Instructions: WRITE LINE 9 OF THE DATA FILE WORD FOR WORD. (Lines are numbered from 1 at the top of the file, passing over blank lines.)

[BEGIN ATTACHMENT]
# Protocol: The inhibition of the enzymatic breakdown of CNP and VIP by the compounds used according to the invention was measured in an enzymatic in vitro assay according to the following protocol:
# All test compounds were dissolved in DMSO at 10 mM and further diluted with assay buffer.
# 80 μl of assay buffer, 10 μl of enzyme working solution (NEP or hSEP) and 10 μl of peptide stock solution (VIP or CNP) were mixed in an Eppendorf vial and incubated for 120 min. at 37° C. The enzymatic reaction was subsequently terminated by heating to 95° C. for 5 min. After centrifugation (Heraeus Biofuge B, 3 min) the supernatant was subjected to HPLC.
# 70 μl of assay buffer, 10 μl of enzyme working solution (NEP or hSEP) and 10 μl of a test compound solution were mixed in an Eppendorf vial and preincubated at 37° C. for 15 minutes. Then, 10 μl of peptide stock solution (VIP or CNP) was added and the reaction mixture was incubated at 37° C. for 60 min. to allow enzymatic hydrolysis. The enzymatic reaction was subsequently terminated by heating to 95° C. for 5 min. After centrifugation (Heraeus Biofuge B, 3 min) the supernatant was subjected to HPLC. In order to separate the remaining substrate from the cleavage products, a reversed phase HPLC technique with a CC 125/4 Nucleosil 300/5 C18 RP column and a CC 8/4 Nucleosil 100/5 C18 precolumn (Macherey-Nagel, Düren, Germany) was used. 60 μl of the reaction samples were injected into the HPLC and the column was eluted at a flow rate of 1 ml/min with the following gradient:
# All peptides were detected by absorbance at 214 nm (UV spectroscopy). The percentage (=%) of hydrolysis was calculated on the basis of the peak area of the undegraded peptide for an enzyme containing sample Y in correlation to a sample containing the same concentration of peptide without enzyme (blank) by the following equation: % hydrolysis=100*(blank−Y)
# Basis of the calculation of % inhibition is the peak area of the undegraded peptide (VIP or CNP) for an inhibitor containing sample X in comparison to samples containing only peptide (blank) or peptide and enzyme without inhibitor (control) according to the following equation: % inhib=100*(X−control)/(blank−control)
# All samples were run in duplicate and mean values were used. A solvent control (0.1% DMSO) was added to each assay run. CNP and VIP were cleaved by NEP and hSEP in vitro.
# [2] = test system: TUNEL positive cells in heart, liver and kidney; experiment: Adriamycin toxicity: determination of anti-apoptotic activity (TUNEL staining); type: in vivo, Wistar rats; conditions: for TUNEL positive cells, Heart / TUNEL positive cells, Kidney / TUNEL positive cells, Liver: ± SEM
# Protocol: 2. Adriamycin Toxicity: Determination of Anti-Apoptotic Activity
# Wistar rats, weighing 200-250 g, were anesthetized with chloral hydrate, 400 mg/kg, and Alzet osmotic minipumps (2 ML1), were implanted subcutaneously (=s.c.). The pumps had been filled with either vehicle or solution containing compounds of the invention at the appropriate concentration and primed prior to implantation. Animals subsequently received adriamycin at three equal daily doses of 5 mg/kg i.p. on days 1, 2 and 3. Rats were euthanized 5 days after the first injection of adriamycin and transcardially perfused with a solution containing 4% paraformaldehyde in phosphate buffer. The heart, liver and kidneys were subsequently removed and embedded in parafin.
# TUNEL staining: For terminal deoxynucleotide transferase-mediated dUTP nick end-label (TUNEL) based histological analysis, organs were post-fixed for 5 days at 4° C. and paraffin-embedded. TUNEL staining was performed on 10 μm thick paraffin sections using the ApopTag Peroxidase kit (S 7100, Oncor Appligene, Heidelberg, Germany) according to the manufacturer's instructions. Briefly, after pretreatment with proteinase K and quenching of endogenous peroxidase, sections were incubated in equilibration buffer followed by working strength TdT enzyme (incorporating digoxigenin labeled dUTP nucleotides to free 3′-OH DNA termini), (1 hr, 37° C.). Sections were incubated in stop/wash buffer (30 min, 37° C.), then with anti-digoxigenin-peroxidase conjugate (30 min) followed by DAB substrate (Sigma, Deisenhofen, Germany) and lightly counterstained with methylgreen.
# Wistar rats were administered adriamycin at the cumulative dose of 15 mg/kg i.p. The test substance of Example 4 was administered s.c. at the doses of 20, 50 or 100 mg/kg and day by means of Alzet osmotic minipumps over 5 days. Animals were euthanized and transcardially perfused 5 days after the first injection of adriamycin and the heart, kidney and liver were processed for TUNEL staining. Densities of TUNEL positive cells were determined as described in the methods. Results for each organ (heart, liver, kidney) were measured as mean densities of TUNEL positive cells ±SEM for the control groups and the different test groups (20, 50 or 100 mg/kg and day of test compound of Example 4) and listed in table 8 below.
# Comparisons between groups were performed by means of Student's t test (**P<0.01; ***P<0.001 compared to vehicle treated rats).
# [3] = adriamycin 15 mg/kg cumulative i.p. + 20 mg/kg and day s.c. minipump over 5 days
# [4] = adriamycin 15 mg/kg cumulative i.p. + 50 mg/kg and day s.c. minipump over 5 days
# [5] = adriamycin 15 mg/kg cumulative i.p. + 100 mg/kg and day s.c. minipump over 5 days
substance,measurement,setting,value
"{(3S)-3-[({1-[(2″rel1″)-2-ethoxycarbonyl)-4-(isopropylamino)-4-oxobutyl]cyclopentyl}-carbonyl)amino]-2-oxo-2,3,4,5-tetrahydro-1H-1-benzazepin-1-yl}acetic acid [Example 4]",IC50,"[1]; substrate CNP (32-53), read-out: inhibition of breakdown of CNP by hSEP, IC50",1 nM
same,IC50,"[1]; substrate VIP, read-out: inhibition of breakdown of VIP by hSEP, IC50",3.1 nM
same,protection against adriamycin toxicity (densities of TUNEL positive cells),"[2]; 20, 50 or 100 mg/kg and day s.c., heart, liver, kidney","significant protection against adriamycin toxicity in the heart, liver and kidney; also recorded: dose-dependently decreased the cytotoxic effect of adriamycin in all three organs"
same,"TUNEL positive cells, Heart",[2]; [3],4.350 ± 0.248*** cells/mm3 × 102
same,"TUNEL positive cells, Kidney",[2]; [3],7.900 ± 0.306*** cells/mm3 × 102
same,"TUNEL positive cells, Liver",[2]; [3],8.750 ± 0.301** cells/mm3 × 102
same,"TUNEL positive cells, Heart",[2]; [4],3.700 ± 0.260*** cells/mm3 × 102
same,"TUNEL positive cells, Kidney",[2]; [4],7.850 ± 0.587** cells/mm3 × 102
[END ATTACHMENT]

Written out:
# Protocol: 2. Adriamycin Toxicity: Determination of Anti-Apoptotic Activity